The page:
The government expects a smooth take-off of the free senior high school (SHS) policy this month, in spite of the anticipated problems.
New entrants to SHS will enjoy tuition and other amenities free of charge, in fulfilment of the flagship campaign promise of the New Patriotic Party (NPP) made as far back as 2008.
The package for the policy includes free tuition and no admission, library, science resource centre, computer laboratory, examination and utility fees.
There will also be free textbooks, free boarding and free meals, while day students will also get a meal a day at school for free.
President Nana Addo Dankwa Akufo-Addo, speaking at the 60th anniversary of the Okuapemman School on February 11, 2017, said the government had a well thought-out plan that involved the building of new public and cluster SHSs to give more meaning to free public secondary education.
Though the initiative to provide secondary education for free is laudable, the role of stakeholders is not defined.
Parent-teacher associations (PTAs) at the SHS level, old students associations and religious and traditional leaders are some of the stakeholders who can contribute substantially towards the provision of school infrastructure and its maintenance within the framework of the policy.
For instance, the role of PTAs, which have contributed to the provision of some infrastructure and extra classes for students, has not been properly defined.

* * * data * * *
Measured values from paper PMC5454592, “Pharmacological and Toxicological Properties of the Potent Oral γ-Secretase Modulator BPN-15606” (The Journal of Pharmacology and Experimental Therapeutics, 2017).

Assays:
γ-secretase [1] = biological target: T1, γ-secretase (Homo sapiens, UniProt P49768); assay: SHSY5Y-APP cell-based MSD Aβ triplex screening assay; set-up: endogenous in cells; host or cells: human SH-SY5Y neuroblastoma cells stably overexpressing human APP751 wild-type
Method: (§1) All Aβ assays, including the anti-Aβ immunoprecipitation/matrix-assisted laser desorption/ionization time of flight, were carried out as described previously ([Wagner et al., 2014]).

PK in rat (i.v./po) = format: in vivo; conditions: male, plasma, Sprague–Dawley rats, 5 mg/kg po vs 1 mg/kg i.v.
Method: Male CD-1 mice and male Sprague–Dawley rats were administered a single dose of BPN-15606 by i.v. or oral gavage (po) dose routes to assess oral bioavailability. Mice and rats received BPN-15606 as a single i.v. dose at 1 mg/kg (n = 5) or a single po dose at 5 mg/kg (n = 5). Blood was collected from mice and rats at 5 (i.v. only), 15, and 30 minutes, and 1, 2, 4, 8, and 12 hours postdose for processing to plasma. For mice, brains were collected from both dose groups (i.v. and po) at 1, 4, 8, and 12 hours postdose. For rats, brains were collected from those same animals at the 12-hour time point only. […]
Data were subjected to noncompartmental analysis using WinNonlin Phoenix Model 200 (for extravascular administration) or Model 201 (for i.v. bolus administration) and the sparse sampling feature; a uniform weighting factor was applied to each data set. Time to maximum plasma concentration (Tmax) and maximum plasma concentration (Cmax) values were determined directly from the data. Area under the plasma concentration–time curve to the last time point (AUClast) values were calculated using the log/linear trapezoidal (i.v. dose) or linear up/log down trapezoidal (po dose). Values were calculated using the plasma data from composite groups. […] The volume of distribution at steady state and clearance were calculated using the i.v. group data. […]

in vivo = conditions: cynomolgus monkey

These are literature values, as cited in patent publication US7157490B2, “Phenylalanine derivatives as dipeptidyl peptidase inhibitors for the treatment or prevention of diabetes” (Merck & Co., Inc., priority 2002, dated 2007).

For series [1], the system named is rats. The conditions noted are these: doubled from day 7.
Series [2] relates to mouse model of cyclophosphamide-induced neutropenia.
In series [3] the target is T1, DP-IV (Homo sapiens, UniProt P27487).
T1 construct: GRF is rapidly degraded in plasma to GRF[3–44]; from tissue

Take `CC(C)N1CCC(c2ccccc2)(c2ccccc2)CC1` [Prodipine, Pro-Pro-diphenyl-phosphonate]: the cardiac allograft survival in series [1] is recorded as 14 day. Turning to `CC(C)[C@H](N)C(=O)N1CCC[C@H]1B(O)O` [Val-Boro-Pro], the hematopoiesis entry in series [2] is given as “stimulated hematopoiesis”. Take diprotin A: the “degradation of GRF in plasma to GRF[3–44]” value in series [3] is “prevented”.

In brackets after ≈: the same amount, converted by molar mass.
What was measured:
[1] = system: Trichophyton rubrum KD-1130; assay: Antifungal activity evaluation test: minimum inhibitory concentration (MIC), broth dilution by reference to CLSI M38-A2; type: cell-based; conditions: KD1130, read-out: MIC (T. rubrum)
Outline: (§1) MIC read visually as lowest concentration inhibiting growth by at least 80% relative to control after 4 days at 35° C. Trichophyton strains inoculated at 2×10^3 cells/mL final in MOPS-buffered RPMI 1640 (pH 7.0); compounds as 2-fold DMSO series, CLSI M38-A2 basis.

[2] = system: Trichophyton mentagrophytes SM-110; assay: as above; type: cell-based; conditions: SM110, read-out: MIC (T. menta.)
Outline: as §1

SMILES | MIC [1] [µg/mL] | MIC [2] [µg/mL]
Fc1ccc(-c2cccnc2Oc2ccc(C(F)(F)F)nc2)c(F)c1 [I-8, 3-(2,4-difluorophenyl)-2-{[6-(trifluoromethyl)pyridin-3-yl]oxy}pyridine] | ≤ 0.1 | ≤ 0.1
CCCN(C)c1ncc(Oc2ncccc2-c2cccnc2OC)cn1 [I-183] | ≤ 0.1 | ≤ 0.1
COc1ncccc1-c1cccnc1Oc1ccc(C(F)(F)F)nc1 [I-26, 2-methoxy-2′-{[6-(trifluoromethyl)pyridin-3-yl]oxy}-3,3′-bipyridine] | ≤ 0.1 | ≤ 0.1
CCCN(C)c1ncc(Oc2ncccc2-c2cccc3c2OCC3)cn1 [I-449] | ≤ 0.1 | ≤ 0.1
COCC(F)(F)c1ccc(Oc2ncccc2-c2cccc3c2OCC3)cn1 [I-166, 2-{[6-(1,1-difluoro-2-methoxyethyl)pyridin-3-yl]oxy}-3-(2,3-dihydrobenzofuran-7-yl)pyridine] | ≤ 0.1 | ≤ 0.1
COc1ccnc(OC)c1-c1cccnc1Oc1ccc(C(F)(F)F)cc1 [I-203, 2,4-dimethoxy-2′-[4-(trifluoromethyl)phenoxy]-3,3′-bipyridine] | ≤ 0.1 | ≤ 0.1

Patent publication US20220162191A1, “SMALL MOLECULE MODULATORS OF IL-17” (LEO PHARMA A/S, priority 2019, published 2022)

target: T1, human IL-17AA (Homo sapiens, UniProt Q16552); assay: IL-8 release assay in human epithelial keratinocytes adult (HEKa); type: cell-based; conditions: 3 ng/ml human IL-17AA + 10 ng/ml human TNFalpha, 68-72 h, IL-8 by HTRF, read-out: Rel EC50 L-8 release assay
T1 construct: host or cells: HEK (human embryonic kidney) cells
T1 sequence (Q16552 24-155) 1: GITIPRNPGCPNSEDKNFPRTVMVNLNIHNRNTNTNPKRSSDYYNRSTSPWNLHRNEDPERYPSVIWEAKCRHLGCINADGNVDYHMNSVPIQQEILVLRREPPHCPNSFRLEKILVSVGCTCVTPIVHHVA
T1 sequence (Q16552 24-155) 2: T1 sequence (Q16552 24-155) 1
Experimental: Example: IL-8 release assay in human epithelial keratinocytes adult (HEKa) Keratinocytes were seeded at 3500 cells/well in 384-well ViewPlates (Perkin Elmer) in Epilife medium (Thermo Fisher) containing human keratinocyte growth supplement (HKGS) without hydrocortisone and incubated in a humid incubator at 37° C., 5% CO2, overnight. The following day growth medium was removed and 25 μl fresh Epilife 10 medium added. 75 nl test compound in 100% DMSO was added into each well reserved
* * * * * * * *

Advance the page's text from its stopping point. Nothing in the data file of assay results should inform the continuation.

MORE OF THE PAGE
The Daily Graphic is worried that although the government has its part to play to ensure the smooth tak-off of the policy, the non-engagement of critical stakeholders such as community leaders, religious bodies and other parties could derail the process.
It is the view of the Daily Graphic that as we begin the implementation of the policy, we must ensure that the quality of education is not compromised in the wholesale implementation of the policy.
We urge the government to involve the stakeholders, especially parents, for them to take up their obligations and not renege on their shared fundamental responsibility of helping in the character formation of their children for responsible adult roles.
Again, involving the stakeholders will have a measure of balancing access and quality to make the free SHS policy more meaningful to the Ghanaian child.
The Daily Graphic urges the government to consider early warning signs and suggestions from stakeholders of education not as a vote or political opposition to the policy but rather suggestions that will make the implementation of the policy smoother and better.
We think by engaging the relevant stakeholders in the running of schools, there will be better accountability from the managers of the schools to ensure that quality education is not compromised.
Stakeholder engagements will also lead to community ownership of the schools and the policy to achieve the desired results.